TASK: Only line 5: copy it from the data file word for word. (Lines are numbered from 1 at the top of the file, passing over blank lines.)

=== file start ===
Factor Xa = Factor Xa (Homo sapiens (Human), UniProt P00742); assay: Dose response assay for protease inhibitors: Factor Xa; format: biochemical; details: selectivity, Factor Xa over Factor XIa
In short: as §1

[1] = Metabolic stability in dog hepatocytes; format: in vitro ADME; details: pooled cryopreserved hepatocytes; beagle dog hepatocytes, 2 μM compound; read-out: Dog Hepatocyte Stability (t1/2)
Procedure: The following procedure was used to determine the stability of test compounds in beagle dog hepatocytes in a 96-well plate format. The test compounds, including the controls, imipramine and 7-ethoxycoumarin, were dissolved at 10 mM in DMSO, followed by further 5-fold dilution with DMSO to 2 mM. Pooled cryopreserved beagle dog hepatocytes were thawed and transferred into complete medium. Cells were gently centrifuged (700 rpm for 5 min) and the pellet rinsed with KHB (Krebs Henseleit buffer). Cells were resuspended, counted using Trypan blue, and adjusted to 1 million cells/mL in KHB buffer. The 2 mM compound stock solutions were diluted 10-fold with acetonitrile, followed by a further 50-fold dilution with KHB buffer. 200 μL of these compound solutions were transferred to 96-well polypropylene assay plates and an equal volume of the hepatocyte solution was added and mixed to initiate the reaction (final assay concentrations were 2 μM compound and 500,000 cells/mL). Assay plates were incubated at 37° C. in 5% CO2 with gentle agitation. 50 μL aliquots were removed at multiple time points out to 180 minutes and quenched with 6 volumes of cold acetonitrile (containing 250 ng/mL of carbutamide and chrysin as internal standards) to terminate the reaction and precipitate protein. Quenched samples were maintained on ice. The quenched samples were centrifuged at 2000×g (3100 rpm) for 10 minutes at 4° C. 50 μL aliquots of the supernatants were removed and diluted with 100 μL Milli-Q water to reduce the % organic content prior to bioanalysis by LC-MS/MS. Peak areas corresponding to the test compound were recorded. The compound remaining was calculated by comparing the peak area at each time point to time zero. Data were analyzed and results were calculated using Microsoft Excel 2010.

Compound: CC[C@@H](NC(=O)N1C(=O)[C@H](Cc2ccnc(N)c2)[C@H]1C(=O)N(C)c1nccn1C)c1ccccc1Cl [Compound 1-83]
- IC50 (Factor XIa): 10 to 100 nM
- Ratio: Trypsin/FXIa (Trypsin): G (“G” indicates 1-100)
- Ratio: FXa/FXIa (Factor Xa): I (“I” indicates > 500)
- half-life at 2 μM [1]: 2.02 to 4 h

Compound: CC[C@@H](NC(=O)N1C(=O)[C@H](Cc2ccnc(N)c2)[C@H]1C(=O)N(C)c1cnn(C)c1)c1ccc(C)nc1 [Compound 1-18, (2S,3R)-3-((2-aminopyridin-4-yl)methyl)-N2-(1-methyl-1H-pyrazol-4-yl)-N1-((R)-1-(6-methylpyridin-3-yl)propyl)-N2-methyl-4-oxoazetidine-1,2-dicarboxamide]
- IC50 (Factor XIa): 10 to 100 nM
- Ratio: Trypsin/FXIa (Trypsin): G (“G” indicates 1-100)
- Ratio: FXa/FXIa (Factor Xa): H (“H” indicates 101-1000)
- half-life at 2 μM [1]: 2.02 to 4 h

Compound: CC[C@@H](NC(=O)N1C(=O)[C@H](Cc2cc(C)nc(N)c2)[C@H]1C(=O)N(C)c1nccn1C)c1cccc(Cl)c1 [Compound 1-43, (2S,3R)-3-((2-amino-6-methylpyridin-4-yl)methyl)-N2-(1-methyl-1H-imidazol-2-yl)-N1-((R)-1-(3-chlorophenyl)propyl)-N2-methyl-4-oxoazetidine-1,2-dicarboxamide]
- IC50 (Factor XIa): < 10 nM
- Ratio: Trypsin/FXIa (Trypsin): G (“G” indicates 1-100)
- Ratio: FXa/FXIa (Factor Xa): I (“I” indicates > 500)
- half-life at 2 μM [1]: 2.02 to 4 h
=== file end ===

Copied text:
Compound: CC[C@@H](NC(=O)N1C(=O)[C@H](Cc2ccnc(N)c2)[C@H]1C(=O)N(C)c1nccn1C)c1ccccc1Cl [Compound 1-83]